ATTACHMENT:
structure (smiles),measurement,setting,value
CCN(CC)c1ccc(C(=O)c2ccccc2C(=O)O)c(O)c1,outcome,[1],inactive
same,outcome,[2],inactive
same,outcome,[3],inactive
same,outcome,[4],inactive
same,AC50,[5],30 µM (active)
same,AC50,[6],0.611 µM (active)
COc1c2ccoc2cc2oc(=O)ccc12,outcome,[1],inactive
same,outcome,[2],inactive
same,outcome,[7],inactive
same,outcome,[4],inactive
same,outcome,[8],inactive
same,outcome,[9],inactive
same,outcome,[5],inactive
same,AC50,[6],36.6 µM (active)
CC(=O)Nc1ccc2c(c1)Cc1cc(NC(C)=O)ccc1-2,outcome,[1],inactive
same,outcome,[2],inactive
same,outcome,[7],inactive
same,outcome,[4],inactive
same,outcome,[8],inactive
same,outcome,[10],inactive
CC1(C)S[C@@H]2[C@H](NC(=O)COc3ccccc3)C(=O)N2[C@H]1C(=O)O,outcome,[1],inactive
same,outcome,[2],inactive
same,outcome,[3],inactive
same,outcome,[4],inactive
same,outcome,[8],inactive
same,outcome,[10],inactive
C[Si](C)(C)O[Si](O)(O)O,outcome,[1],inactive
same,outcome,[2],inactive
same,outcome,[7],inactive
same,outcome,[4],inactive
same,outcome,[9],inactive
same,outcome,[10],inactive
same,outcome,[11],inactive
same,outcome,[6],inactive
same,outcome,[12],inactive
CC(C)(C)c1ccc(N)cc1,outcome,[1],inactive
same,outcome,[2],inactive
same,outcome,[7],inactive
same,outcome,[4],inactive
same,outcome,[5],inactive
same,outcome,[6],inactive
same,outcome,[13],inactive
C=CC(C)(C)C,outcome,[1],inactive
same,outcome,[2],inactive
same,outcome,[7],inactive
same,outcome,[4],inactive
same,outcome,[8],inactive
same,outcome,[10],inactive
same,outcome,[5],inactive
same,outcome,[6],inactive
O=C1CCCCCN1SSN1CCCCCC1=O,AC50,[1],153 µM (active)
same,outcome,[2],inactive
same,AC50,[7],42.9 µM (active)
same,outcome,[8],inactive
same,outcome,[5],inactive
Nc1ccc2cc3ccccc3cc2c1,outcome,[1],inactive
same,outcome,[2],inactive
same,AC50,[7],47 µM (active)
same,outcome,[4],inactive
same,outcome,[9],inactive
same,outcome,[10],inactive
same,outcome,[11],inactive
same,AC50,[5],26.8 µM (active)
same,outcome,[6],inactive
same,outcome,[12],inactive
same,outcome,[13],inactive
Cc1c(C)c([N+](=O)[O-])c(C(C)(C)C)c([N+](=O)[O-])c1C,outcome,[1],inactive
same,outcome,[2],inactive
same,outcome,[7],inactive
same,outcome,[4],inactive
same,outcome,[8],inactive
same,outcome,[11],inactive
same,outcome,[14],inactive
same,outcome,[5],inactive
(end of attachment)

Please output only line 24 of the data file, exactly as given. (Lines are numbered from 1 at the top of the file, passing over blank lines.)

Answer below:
same,outcome,[3],inactive